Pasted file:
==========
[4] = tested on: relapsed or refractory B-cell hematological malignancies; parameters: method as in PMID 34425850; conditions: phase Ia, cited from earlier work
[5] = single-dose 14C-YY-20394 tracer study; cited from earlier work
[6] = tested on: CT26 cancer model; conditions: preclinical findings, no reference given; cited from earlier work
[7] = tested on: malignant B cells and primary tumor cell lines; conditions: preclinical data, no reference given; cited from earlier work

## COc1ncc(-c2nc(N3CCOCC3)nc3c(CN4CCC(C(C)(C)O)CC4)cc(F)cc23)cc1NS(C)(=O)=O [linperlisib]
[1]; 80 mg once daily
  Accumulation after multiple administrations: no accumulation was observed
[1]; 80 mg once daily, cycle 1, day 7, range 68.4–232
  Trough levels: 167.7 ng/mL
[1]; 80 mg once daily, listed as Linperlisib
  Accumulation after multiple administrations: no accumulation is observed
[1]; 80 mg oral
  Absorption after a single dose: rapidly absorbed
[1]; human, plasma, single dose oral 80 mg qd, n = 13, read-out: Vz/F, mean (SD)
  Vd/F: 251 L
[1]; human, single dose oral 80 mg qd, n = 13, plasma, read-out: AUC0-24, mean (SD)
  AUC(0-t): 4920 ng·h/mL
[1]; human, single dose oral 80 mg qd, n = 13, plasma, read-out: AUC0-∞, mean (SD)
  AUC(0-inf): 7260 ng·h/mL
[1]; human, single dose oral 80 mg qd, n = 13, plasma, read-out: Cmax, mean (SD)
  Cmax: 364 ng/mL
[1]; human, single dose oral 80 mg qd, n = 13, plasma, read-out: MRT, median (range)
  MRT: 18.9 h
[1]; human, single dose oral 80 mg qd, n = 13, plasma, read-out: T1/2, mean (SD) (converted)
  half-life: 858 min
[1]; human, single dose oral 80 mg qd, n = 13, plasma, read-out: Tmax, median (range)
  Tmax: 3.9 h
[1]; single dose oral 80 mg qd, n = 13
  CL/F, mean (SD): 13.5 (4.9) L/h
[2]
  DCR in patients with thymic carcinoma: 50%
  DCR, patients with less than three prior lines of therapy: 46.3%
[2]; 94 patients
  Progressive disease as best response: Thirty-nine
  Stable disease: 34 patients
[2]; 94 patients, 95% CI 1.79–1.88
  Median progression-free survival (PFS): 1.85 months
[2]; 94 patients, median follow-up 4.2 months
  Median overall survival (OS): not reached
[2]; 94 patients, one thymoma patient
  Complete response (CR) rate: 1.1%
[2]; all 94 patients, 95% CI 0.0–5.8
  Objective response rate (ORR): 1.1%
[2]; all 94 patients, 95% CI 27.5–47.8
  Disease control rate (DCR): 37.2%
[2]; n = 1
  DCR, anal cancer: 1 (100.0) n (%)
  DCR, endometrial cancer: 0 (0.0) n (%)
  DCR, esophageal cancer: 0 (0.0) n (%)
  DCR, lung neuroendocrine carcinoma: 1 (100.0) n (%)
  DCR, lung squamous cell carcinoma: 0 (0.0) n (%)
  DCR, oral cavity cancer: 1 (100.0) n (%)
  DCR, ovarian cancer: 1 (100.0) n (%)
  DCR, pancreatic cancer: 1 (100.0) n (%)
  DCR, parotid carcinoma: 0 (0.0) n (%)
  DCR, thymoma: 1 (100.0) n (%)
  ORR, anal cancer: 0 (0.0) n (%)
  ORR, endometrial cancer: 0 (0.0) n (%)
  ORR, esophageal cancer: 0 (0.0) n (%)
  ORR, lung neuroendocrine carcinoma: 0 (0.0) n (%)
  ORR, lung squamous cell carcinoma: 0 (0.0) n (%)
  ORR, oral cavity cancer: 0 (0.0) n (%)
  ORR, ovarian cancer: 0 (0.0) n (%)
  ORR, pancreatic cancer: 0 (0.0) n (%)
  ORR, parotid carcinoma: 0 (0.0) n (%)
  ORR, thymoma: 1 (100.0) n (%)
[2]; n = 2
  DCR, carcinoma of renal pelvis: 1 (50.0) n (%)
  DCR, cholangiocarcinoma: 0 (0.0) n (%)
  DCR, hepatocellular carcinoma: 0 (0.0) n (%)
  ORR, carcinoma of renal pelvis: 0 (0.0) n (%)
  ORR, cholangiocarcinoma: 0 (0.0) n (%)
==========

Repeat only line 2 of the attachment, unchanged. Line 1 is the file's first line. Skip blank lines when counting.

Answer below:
[5] = single-dose 14C-YY-20394 tracer study; cited from earlier work